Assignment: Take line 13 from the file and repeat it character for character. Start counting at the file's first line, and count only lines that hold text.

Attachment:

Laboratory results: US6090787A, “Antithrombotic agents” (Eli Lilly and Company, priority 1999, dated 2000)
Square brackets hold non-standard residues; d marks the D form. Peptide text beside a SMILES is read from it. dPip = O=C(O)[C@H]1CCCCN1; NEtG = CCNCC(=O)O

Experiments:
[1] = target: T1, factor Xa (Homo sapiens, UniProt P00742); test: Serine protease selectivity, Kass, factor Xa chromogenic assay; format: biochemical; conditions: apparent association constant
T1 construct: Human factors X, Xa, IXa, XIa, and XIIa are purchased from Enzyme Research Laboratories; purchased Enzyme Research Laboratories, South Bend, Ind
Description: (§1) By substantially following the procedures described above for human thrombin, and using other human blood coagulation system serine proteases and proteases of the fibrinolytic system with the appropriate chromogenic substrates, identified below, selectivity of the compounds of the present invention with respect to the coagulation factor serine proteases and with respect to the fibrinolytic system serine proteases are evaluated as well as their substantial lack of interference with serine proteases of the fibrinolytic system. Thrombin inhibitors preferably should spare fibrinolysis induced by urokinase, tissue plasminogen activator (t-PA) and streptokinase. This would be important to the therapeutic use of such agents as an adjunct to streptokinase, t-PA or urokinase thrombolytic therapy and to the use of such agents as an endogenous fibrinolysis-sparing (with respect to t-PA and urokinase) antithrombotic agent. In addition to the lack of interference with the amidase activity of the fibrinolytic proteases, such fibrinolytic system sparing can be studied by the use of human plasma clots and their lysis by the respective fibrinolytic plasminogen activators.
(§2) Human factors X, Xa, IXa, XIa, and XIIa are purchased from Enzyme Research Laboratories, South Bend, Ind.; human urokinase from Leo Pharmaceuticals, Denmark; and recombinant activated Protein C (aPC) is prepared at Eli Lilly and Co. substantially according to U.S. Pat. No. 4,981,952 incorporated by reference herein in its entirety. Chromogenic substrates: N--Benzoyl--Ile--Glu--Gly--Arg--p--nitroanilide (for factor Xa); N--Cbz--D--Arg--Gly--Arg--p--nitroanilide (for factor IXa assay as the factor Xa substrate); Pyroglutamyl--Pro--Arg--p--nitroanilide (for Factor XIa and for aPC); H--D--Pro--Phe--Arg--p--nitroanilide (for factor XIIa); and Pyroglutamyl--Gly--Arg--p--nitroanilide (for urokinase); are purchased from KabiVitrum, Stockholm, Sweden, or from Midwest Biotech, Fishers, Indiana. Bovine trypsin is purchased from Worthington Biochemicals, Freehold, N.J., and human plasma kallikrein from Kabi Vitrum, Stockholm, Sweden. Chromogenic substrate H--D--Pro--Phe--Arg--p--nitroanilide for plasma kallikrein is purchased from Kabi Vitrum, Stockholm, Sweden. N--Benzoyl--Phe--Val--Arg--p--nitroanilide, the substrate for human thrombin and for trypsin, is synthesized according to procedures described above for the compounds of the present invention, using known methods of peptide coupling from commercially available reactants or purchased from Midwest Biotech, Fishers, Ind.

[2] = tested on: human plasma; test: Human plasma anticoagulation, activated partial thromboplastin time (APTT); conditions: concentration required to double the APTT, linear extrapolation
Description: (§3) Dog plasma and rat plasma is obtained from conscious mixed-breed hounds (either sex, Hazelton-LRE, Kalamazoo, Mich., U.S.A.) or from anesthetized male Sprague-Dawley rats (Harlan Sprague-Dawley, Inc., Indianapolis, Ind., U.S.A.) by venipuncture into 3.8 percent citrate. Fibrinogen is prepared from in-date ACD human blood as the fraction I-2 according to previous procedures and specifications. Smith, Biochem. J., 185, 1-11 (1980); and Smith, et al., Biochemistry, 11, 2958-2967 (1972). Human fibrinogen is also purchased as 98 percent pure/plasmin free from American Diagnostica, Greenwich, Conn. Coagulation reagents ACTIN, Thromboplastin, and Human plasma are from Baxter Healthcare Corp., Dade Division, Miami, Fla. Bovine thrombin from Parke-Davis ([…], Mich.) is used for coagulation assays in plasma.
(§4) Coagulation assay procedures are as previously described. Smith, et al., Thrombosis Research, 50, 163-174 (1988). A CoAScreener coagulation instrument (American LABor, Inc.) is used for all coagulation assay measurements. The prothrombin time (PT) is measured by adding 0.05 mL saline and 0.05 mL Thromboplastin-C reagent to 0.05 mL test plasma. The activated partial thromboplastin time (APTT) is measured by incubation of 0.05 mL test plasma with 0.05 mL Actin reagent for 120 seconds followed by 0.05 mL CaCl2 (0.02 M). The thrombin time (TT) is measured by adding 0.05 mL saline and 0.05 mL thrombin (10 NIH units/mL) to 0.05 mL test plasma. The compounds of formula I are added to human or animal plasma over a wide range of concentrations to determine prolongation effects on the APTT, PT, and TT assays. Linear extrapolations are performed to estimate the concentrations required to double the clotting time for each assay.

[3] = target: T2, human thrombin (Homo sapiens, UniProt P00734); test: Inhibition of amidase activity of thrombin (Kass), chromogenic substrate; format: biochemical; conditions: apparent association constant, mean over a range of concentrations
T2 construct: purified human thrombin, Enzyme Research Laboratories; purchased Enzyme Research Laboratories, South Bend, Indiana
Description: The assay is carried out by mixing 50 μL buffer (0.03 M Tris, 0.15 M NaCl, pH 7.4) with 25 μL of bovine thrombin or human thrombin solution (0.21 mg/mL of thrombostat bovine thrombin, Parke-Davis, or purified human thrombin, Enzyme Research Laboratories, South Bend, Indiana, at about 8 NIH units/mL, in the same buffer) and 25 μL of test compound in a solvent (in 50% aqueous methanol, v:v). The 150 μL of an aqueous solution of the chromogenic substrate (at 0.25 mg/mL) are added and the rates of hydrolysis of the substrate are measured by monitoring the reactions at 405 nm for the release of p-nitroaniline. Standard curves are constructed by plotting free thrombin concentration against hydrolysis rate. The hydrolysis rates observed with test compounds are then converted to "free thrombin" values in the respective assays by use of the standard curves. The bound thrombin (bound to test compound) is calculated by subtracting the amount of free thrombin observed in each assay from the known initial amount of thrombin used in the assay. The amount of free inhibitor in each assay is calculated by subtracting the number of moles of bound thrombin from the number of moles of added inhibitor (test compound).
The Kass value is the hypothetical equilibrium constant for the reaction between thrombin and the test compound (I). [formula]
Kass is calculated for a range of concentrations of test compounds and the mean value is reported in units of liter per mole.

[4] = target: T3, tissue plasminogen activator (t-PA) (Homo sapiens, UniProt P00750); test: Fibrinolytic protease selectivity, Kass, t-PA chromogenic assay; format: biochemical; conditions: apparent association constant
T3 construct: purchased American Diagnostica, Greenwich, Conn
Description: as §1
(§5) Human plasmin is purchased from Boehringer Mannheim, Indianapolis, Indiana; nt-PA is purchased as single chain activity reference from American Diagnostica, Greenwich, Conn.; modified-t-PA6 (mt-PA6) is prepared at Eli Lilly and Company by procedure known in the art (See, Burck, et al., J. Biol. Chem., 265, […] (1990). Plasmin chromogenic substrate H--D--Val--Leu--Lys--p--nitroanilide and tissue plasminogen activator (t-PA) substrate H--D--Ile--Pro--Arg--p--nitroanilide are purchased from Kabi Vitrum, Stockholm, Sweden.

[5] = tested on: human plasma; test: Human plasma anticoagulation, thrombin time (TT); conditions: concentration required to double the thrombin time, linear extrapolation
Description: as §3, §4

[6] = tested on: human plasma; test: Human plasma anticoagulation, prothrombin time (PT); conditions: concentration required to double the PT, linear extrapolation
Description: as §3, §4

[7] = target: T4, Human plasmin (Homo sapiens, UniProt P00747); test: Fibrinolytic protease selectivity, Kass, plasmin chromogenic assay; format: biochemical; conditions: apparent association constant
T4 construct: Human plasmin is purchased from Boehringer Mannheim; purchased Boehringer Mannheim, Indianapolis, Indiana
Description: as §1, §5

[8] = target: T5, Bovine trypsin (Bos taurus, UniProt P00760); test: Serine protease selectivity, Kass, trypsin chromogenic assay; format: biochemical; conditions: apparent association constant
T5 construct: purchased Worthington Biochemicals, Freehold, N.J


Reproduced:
Description: The assay is carried out by mixing 50 μL buffer (0.03 M Tris, 0.15 M NaCl, pH 7.4) with 25 μL of bovine thrombin or human thrombin solution (0.21 mg/mL of thrombostat bovine thrombin, Parke-Davis, or purified human thrombin, Enzyme Research Laboratories, South Bend, Indiana, at about 8 NIH units/mL, in the same buffer) and 25 μL of test compound in a solvent (in 50% aqueous methanol, v:v). The 150 μL of an aqueous solution of the chromogenic substrate (at 0.25 mg/mL) are added and the rates of hydrolysis of the substrate are measured by monitoring the reactions at 405 nm for the release of p-nitroaniline. Standard curves are constructed by plotting free thrombin concentration against hydrolysis rate. The hydrolysis rates observed with test compounds are then converted to "free thrombin" values in the respective assays by use of the standard curves. The bound thrombin (bound to test compound) is calculated by subtracting the amount of free thrombin observed in each assay from the known initial amount of thrombin used in the assay. The amount of free inhibitor in each assay is calculated by subtracting the number of moles of bound thrombin from the number of moles of added inhibitor (test compound).